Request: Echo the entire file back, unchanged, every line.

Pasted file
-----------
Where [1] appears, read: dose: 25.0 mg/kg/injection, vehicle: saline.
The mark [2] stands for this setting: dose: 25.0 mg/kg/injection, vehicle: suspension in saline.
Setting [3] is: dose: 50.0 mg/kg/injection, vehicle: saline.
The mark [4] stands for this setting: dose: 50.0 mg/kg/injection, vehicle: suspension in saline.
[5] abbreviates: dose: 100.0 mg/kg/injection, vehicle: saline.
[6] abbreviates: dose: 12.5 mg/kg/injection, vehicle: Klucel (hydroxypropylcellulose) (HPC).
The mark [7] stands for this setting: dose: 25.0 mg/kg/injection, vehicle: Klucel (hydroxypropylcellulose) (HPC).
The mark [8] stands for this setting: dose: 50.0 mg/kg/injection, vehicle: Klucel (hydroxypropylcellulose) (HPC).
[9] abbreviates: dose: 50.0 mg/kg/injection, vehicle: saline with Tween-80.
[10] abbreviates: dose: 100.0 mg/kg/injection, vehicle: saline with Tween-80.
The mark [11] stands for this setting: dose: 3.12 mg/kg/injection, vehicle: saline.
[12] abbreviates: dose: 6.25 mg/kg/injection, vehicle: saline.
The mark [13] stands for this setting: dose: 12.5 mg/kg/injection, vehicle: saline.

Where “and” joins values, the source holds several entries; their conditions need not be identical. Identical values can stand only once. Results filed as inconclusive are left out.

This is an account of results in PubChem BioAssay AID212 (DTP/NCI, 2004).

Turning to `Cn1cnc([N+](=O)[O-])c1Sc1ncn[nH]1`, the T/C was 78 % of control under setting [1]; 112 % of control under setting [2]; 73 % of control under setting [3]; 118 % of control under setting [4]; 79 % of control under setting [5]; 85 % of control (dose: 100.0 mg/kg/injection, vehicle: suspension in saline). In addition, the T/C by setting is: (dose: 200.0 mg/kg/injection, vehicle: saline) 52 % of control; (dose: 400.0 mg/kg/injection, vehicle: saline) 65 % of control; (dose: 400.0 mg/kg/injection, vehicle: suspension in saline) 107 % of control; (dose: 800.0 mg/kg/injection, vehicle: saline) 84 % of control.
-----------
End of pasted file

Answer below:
Where [1] appears, read: dose: 25.0 mg/kg/injection, vehicle: saline.
The mark [2] stands for this setting: dose: 25.0 mg/kg/injection, vehicle: suspension in saline.
Setting [3] is: dose: 50.0 mg/kg/injection, vehicle: saline.
The mark [4] stands for this setting: dose: 50.0 mg/kg/injection, vehicle: suspension in saline.
[5] abbreviates: dose: 100.0 mg/kg/injection, vehicle: saline.
[6] abbreviates: dose: 12.5 mg/kg/injection, vehicle: Klucel (hydroxypropylcellulose) (HPC).
The mark [7] stands for this setting: dose: 25.0 mg/kg/injection, vehicle: Klucel (hydroxypropylcellulose) (HPC).
The mark [8] stands for this setting: dose: 50.0 mg/kg/injection, vehicle: Klucel (hydroxypropylcellulose) (HPC).
[9] abbreviates: dose: 50.0 mg/kg/injection, vehicle: saline with Tween-80.
[10] abbreviates: dose: 100.0 mg/kg/injection, vehicle: saline with Tween-80.
The mark [11] stands for this setting: dose: 3.12 mg/kg/injection, vehicle: saline.
[12] abbreviates: dose: 6.25 mg/kg/injection, vehicle: saline.
The mark [13] stands for this setting: dose: 12.5 mg/kg/injection, vehicle: saline.

Where “and” joins values, the source holds several entries; their conditions need not be identical. Identical values can stand only once. Results filed as inconclusive are left out.

This is an account of results in PubChem BioAssay AID212 (DTP/NCI, 2004).

Turning to `Cn1cnc([N+](=O)[O-])c1Sc1ncn[nH]1`, the T/C was 78 % of control under setting [1]; 112 % of control under setting [2]; 73 % of control under setting [3]; 118 % of control under setting [4]; 79 % of control under setting [5]; 85 % of control (dose: 100.0 mg/kg/injection, vehicle: suspension in saline). In addition, the T/C by setting is: (dose: 200.0 mg/kg/injection, vehicle: saline) 52 % of control; (dose: 400.0 mg/kg/injection, vehicle: saline) 65 % of control; (dose: 400.0 mg/kg/injection, vehicle: suspension in saline) 107 % of control; (dose: 800.0 mg/kg/injection, vehicle: saline) 84 % of control.